Use of registration-based contour propagation in texture analysis for esophageal cancer pathologic response prediction

Stephen S.F. Yip, Thibaud P. Coroller, Nina N. Sanford, Elizabeth Huynh, Harvey Mamon, Hugo J.W.L. Aerts, Ross I. Berbeco

Research output: Contribution to journalArticlepeer-review

41 Scopus citations


Change in PET-based textural features has shown promise in predicting cancer response to treatment. However, contouring tumour volumes on longitudinal scans is time-consuming. This study investigated the usefulness of contour propagation in texture analysis for the purpose of pathologic response prediction in esophageal cancer. Forty-five esophageal cancer patients underwent PET/CT scans before and after chemo-radiotherapy. Patients were classified into responders and non-responders after the surgery. Physician-defined tumour ROIs on pre-treatment PET were propagated onto the post-treatment PET using rigid and ten deformable registration algorithms. PET images were converted into 256 discrete values. Co-occurrence, run-length, and size zone matrix textures were computed within all ROIs. The relative difference of each texture at different treatment time-points was used to predict the pathologic responders. Their predictive value was assessed using the area under the receiver-operating-characteristic curve (AUC). Propagated ROIs from different algorithms were compared using Dice similarity index (DSI). Contours propagated by the fast-demons, fast-free-form and rigid algorithms did not fully capture the high FDG uptake regions of tumours. Fast-demons propagated ROIs had the least agreement with other contours (DSI = 58%). Moderate to substantial overlap were found in the ROIs propagated by all other algorithms (DSI = 69%-79%). Rigidly propagated ROIs with co-occurrence texture failed to significantly differentiate between responders and non-responders (AUC = 0.58, q-value = 0.33), while the differentiation was significant with other textures (AUC = 0.710.73, p < 0.009). Among the deformable algorithms, fast-demons (AUC = 0.680.70, q-value < 0.03) and fast-free-form (AUC = 0.690.74, q-value < 0.04) were the least predictive. ROIs propagated by all other deformable algorithms with any texture significantly predicted pathologic responders (AUC = 0.720.78, q-value < 0.01). Propagated ROIs using deformable registration for all textures can lead to accurate prediction of pathologic response, potentially expediting the temporal texture analysis process. However, fast-demons, fast-free-form, and rigid algorithms should be applied with care due to their inferior performance compared to other algorithms.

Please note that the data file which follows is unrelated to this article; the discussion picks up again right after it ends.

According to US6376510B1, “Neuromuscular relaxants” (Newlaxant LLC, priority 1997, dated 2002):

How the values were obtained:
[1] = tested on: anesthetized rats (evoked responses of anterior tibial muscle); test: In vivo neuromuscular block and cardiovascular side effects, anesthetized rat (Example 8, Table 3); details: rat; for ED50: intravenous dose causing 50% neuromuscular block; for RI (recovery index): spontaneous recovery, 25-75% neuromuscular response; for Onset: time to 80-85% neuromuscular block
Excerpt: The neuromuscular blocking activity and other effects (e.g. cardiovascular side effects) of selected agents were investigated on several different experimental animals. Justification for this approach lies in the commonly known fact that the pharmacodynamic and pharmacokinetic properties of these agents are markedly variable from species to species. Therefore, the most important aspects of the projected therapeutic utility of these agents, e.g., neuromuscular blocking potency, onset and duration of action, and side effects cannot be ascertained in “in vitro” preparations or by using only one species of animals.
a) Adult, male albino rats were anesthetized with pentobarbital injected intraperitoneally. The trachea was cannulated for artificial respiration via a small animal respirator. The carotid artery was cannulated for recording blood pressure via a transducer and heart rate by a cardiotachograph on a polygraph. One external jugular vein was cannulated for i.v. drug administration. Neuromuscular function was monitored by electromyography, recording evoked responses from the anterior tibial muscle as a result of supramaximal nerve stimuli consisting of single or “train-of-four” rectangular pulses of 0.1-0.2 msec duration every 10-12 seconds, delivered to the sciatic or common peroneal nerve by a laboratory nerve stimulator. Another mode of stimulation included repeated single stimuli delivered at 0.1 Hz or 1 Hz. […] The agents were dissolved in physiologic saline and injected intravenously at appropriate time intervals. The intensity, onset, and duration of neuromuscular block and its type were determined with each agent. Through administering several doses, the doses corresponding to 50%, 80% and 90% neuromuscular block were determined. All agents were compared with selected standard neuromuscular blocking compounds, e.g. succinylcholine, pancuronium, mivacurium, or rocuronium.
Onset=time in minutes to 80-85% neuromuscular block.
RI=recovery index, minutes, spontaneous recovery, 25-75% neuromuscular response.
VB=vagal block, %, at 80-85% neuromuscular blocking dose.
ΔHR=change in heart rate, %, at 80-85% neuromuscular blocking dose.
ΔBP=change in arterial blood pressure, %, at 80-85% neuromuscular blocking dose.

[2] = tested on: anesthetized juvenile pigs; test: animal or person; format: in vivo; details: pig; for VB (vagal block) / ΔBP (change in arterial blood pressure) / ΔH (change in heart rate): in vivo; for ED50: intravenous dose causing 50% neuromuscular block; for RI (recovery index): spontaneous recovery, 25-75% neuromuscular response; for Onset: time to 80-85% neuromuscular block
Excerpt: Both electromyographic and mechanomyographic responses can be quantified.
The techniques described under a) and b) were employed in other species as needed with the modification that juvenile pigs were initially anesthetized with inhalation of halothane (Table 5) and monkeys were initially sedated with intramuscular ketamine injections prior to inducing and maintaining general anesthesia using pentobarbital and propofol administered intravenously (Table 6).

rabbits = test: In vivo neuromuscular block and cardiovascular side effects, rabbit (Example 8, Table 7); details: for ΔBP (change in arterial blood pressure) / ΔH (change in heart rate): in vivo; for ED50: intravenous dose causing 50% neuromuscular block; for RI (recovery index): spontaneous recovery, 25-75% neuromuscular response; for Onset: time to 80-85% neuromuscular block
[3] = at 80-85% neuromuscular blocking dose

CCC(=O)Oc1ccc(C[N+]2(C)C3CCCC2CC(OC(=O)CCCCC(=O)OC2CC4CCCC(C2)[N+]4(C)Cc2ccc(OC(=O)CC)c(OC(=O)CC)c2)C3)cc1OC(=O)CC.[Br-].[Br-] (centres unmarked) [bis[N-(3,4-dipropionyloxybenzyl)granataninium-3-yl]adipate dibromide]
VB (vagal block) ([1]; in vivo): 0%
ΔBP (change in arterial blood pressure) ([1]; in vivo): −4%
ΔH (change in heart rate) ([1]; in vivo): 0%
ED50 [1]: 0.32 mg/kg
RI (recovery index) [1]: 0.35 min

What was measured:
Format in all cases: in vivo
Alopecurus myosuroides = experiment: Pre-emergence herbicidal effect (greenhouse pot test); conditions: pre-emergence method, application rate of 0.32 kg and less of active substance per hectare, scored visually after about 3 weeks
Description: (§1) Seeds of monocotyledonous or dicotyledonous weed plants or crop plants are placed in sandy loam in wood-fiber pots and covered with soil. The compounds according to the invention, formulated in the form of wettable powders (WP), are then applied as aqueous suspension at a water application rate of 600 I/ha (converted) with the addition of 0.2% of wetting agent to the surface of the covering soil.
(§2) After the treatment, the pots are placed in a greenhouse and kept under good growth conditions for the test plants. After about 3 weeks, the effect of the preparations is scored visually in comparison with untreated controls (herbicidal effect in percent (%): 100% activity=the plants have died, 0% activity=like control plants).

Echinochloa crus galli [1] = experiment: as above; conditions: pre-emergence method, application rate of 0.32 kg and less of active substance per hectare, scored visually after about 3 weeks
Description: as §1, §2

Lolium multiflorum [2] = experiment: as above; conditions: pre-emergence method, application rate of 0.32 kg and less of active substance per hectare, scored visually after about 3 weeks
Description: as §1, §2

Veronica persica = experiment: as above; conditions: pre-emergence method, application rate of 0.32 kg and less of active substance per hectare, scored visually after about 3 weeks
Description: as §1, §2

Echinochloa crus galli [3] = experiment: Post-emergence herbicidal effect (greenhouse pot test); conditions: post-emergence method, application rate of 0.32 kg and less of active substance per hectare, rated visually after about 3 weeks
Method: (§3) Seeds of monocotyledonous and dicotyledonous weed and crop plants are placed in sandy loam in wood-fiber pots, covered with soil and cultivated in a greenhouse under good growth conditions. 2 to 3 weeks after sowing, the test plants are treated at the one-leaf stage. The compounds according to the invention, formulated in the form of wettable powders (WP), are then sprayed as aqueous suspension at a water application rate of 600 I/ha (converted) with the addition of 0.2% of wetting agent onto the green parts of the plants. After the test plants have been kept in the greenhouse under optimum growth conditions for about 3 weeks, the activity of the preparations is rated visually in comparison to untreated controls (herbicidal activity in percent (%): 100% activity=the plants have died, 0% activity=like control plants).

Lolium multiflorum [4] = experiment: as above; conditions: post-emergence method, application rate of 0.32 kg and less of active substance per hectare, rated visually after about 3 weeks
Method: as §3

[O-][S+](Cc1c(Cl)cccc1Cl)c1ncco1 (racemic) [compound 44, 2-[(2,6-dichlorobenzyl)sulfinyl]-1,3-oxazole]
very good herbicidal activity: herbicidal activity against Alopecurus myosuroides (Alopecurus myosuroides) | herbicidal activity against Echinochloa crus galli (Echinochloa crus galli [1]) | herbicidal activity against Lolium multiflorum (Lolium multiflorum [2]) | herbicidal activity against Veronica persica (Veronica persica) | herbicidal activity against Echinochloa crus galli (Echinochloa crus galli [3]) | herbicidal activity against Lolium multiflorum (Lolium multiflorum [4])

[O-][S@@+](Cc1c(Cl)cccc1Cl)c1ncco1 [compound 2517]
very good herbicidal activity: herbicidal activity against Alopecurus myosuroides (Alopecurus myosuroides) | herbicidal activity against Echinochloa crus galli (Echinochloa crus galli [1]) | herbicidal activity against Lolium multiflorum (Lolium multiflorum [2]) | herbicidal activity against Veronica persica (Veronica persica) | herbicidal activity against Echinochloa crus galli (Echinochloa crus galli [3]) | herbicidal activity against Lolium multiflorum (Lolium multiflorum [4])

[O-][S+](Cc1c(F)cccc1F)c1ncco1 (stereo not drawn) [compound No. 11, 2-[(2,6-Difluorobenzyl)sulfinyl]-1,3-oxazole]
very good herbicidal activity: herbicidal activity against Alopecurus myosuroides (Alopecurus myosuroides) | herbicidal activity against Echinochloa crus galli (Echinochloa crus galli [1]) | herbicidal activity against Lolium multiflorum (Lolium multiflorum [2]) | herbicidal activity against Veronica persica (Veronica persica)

Original languageEnglish (US)
Article number906
Pages (from-to)906-922
Number of pages17
JournalPhysics in medicine and biology
Issue number2
StatePublished - Jan 7 2016
Externally publishedYes


  • PET
  • contour propagation
  • deformable registration
  • esophageal cancer
  • treatment response prediction

ASJC Scopus subject areas

  • Radiological and Ultrasound Technology
  • Radiology Nuclear Medicine and imaging


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